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manner that we read of the Holy Spirit, the Spirit of God and of the Lord; from which all those proceed,—and in which they meet again, centering as it were in the Spirit of Christ (Pet. I. i. 11): which is the Angel or Spirit of the Covenant, of the Christian Institution, OR OF THE MYSTERY OF THE KINGDOM OF GOD IN CHRIST.
For however distinct we may consider the principles or spirits of properties so different as wisdom and love and truth and power and glory and grace appear to be, there is no difference in their root: “but all these worketh that one and the self same, Spirit” (Cor. I. i. 12, &c.): and there can be no contradiction in ranging them under one head; as exemplified in a passage of Isaiah lately cited, and in many others,-among the rest in that of Paul to Timothy: where enumerating several of them together he says, “ God hath not given us the spirit of fear; but of power and of love, and of a sound mind.” And understanding the matter thus, we need not scruple to assimilate also the Spirit of the Mystery with its Author, and call it THE SPIRIT OF CARIST: meaning thereby the power, character and general effect of his existence: as the substance of the Mystery may be called, the body of Christ; meaning his example at large or in detail,—i. e. all the outward and obvious part of his life upon earth whether in saying, doing, or in suffering.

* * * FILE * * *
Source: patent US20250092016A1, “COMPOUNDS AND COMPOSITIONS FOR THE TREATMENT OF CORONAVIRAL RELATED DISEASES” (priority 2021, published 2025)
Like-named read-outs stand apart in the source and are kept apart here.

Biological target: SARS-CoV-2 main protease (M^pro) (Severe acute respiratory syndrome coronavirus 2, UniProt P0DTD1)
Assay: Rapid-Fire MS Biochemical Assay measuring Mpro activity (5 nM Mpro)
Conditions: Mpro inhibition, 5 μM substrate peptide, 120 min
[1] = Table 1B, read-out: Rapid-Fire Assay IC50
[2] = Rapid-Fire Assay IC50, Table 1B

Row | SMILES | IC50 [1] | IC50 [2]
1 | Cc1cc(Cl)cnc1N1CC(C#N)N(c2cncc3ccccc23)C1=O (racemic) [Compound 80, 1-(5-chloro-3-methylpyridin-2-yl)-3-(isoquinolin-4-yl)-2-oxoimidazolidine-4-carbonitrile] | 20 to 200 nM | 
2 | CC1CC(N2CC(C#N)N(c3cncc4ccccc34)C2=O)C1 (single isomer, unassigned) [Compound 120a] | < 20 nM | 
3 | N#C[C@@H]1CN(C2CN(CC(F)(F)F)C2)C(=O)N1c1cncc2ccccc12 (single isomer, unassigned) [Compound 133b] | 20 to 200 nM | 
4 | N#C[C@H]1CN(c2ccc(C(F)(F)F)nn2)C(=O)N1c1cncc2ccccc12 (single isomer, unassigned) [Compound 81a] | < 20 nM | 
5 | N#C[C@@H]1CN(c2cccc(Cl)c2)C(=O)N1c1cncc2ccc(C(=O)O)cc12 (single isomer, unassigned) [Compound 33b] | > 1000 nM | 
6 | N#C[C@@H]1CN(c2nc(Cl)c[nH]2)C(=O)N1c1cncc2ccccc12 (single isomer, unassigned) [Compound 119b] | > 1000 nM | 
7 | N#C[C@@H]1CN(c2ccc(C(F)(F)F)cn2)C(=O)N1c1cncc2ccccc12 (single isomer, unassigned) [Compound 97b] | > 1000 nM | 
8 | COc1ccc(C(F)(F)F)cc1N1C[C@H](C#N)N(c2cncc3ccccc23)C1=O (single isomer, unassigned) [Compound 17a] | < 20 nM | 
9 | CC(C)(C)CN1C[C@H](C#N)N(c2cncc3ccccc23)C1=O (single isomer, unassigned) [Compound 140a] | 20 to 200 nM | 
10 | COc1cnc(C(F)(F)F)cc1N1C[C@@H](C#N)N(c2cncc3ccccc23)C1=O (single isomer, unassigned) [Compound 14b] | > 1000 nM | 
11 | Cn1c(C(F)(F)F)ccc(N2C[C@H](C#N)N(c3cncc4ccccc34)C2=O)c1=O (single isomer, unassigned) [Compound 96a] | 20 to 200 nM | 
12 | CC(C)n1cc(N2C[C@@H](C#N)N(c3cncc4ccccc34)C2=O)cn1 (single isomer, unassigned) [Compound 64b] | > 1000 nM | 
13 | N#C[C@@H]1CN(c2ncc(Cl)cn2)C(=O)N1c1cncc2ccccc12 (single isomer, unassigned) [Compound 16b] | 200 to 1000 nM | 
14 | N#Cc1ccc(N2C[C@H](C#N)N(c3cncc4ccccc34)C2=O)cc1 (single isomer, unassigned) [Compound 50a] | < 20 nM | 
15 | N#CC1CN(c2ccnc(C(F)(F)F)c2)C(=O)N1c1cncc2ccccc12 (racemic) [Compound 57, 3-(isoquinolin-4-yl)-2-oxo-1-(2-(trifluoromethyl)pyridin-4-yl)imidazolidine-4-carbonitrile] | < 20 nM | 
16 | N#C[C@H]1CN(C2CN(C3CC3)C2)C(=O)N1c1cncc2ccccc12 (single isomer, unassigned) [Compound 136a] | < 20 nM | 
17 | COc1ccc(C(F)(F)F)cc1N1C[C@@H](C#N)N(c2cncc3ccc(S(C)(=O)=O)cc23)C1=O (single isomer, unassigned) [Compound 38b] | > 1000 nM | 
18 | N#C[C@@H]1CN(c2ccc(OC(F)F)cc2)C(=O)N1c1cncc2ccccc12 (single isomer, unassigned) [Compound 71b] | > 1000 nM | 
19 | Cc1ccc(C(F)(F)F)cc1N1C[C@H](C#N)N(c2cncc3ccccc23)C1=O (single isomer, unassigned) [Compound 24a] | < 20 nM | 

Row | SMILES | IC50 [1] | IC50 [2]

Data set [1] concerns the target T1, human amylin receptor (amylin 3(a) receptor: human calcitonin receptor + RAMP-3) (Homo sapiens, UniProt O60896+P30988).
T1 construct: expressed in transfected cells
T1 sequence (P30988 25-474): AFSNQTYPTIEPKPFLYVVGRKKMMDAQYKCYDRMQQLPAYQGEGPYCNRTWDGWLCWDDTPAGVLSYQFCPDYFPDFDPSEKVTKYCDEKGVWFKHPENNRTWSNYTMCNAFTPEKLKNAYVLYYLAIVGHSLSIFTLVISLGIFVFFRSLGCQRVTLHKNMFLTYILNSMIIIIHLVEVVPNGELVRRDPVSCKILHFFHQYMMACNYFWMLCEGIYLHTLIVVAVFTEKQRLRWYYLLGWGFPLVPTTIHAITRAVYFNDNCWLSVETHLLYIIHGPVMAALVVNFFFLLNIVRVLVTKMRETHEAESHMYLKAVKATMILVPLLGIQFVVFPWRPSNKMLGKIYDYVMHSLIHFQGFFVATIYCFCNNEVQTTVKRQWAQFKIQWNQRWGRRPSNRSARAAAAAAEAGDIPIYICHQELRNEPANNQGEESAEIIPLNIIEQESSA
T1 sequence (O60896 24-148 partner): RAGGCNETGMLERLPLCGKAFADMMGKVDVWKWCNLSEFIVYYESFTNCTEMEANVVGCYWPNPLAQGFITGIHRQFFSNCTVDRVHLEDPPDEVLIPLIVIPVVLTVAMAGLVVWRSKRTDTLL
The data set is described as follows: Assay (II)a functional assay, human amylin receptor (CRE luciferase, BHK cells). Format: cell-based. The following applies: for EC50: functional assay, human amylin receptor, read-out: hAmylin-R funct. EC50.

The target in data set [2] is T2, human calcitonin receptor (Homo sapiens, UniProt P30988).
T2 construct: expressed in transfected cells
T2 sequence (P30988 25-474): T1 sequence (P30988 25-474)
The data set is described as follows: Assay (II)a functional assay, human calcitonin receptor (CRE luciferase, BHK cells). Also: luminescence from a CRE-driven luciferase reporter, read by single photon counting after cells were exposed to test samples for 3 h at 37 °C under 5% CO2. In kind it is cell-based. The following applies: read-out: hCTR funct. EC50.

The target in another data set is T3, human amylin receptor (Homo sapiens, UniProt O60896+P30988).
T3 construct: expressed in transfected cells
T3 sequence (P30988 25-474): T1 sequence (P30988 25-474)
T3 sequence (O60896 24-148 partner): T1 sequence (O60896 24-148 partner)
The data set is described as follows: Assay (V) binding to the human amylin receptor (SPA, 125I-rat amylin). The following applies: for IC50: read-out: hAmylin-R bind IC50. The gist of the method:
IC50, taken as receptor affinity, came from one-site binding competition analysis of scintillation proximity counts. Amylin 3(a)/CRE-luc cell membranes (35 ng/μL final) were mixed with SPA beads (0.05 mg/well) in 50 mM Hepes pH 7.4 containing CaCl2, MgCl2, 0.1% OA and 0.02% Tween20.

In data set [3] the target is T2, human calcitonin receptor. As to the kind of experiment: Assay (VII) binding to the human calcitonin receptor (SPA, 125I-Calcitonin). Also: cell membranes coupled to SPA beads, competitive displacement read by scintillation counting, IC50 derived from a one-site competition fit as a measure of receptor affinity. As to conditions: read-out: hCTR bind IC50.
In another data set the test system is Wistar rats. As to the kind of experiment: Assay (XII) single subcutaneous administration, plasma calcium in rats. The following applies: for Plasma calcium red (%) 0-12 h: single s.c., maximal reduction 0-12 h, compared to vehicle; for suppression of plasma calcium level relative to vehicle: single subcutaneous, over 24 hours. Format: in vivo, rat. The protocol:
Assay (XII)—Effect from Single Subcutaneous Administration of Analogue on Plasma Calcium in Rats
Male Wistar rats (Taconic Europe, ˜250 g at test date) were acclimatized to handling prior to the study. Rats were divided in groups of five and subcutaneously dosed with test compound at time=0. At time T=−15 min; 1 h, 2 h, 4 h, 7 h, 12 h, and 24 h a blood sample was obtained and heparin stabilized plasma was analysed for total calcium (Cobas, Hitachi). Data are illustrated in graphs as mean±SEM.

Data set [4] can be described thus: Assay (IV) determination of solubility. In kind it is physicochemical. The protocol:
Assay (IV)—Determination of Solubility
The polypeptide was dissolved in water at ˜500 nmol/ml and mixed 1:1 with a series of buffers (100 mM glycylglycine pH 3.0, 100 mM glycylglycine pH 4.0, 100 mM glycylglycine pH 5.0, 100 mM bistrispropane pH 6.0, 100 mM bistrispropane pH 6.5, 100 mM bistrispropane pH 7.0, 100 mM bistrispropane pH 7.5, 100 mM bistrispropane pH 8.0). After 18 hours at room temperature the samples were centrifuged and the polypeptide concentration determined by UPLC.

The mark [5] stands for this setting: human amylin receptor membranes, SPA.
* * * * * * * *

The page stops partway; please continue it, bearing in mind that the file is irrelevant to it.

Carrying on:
The SPIRIT OF CHRIST is the proper antidote to that foolish and flagitious spirit which reigns so widely, and so terribly corrodes the sons of care: it is a boon that wisdom offers in vain to the simple ones, to the scorners and to them that hate knowledge (Prov. i. 20, &c.): and a delightful refreshment that it offers to world-weary people, to the sin-weary, to the weary of every descriptionin these words “ Come unto me all ye that labour and are heavy laden, and I will give you rest. Take my yoke upon you, and learn of me; for I am meek and lowly in heart, and ye shall find rest unto your souls. For my yoke is easy, and my burden is light” (Mat. xi. 28, &c.). And this way of naming or translating the subject is sufficiently warranted by precedents in the Gospel : where Christ's holy institution is not infrequently designated by the personal appellation of Christ; implying the substance and particulars of his moral life or existence.